Cortez and dancing on a school night
I've gone to Pascal Rico's new place, Cortez, twice in the last week, somewhat inadvertently. The first time was with Lynn and Anke, on our girl's night out Saturday night. The second time was last night with the indomitable Serge, who refused to go to First Crush, my first choice for the evening, for fear of running into une des ses belles “diversions”.
I like the ambiance at Cortez quite a bit. The room felt warm but with a good exciting vibe. It is also long, allowing for a lot more tables along the wall, which are conducive to people watching. And there were definitely beautiful people to be watched. It feels almost more like a very cool bar than a place anyone would go for serious eating. The tiny portion size happens to agree with that assessment.
Don't get me wrong, it's not that I didn't like to food. I did, quite a bit, what I am saying is that the food is better if you are in a pecking mood than when seriously hungry. And I am not usually one to complain about portion size (just the opposite in fact.) A case in point is our order of roasted Branzino, oven-dried tomatoes, melted leeks in lemon caper brown butter. The very thin strips of Branzino were about 2 inches long each, and there were four of them, yes, four, on the plate. The single mouthful that I had a chance to taste was quite good, but I think I've got insufficient evidence to pronounce a verdict on the dish.
The salad of arugula, Muscat grapes, jambon Serrano, manchego cheese and toasted Spanish almonds tasted crisp and fresh, with a nice blend of texture and flavor. The rendition of the obligatory tuna tartare is here paired with shaved fennel, herb and shallot oil, served with two pieces of hot crostini with garlic parsley butter. It was good and fresh, but not great, and I'm not entirely sure that the greenish bits hiding under the fish were fennel. Those bits looked more leafy than shaved fennel to my eyes, and didn't have a licorice flavor I expected in a fennel. The sautéed broccolini (with chilli, garlic olive oil and toasted pine nuts) was nice, but was cold by the time it arrived.
I loved the slow baked salmon served with roasted pear stuffed endive, with a drizzle of hazelnut balsamic vinaigrette. The plate we ordered on Saturday was divine. The salmon was barely cooked on one edge, the rest was sushi quality, sweet, buttery mouthfuls that simply melted before you had a chance to even think of chewing. Fabulous! But then I should have known better than to try to go home again, as the plate Serge and I shared last night was good, but no where near the revelation of the one on Saturday.
I also liked the Moroccan wine braised short ribs with celeriac puree and natural jus. The meat was perfectly tender and deeply and deliciously flavored. The meat itself was a pretty good size, but we only got about a quarter size dot of the puree on the plate. I must have had a tiny taste but I am drawing a complete blank on how it actually tasted.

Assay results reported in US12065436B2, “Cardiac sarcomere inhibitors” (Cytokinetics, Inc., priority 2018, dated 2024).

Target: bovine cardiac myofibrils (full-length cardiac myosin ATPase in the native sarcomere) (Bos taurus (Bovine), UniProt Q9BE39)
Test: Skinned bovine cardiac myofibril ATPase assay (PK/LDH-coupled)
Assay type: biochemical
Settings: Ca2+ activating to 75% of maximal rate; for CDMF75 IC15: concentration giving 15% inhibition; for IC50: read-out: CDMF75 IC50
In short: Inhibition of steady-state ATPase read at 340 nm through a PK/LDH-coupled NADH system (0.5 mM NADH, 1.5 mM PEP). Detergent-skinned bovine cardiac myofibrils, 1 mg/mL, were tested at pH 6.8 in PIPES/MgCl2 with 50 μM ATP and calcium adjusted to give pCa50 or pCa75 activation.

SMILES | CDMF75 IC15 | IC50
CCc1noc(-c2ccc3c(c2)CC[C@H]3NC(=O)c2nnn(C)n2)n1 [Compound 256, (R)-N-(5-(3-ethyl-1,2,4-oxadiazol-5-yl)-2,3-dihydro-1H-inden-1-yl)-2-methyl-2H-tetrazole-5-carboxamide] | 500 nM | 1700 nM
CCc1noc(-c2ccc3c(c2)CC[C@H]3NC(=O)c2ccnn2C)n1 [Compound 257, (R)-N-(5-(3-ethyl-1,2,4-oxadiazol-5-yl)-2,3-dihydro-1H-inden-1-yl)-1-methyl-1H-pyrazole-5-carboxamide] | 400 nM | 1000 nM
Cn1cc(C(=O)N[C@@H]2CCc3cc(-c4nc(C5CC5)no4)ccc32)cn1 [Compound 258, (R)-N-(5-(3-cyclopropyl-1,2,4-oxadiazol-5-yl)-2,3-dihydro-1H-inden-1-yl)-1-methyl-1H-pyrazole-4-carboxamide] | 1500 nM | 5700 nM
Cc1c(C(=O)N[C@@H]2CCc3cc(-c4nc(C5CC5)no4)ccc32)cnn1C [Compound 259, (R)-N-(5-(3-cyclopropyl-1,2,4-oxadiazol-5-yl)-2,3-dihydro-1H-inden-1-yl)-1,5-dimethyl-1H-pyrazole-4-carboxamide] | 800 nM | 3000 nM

And of course, this being one of Rico's places, I had to order the frites. We had two orders on Saturday and one last night. I'm happy to report that his frites are as good as ever. I even liked the harissa spiced mayonnaises.
The dish I didn't particularly enjoy was the house-made butternut squash ravioli with vinegar and sage sauce and shaved parmesan. The ravioli were cold by the time they got to our table, turning the sauce unpleasantly sticky and gooey. The fact that the sauce was grey in color didn't help stop my brain from thinking it was in fact glue. The ravioli themselves were a bit too sweet, and the dough just a tad too thick. The slow cooked chicken breast with fresh herbs, mushroom ragout and creamed scallions was ok, a tad too mild in my opinion. The chicken pieces were perfectly tender but just a little too under-seasoned for my taste.
I tried three desserts. One is butter poached pear and mascarpone napoleon, phyllo honey crisps and pear sorbet. This was my favorite, but then again I am a sucker for good sorbets. This pear sorbet didn't disappoint, luckily. The napoleon was nice as well, a very good contrast of texture between the poached pear and the crispy phyllo. We also had the sugar and spice beignets with Valhrona chocolate fondue, which despite the name was in fact a chocolate sauce served in a little cup. The beignets tasted like well-made donuts, and the Valhrona chocolate sauce was a great compliment. The last dessert was the chocolate peanut butter truffle cake, with caramel ice cream and peanut praline. I have still yet to develop the American inclination for all things peanut buttered. That said, I must say the cake was a lovely little cylindrical concoction that exploded into a molten lava when you cut into the cake. It tasted fine, but I couldn't do more than two bites of the very strong peanut buttery flavor. We also ordered a shot of house made vanilla-milk liqueur, which happily restored all things into balance for me.
We drank a bottle of Anjou-Villages Brissac from 2001 on Saturday. It was inoffensive, light little red that drank well with the food. At $28 I really couldn't complain much. Last night Serge and I each had a glass of Rose (Domaine Sorin, province, 2002) which was crisp and dry. I preferred it to the red. The checks were about 45 and 30 per person (sans tips) respectively. The service was charming on both nights, but much more efficient even with the full house Saturday night. I think the bottom line is we got what we paid for. I will definitely go again, though not when I am famished.
Afterwards Serge insisted that we go meet some of his friends and dance at Minna Gallery. Going dancing on a school night is so unpim, you may say. But I actually had a great time, more people watching than dancing though, there were some seriously dubious characters about last night at Minna. What fun!